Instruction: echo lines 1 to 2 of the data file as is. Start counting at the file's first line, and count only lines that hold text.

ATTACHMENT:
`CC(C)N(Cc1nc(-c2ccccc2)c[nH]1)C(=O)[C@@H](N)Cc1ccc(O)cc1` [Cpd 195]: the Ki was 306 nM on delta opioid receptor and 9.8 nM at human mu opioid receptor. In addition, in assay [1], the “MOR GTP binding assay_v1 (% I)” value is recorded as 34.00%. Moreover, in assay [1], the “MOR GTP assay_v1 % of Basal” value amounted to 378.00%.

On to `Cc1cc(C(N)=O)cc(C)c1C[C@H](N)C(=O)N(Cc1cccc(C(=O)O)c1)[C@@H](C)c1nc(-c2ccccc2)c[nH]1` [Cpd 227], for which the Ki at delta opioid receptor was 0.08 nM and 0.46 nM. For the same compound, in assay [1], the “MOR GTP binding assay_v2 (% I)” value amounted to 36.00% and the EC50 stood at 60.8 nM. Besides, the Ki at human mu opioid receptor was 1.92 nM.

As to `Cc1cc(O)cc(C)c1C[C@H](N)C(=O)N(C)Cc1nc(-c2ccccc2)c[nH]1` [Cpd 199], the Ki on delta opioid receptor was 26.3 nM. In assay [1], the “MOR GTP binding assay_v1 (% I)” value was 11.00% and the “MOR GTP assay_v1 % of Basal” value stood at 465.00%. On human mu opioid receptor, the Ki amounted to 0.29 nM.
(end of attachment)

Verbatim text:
`CC(C)N(Cc1nc(-c2ccccc2)c[nH]1)C(=O)[C@@H](N)Cc1ccc(O)cc1` [Cpd 195]: the Ki was 306 nM on delta opioid receptor and 9.8 nM at human mu opioid receptor. In addition, in assay [1], the “MOR GTP binding assay_v1 (% I)” value is recorded as 34.00%. Moreover, in assay [1], the “MOR GTP assay_v1 % of Basal” value amounted to 378.00%.

On to `Cc1cc(C(N)=O)cc(C)c1C[C@H](N)C(=O)N(Cc1cccc(C(=O)O)c1)[C@@H](C)c1nc(-c2ccccc2)c[nH]1` [Cpd 227], for which the Ki at delta opioid receptor was 0.08 nM and 0.46 nM. For the same compound, in assay [1], the “MOR GTP binding assay_v2 (% I)” value amounted to 36.00% and the EC50 stood at 60.8 nM. Besides, the Ki at human mu opioid receptor was 1.92 nM.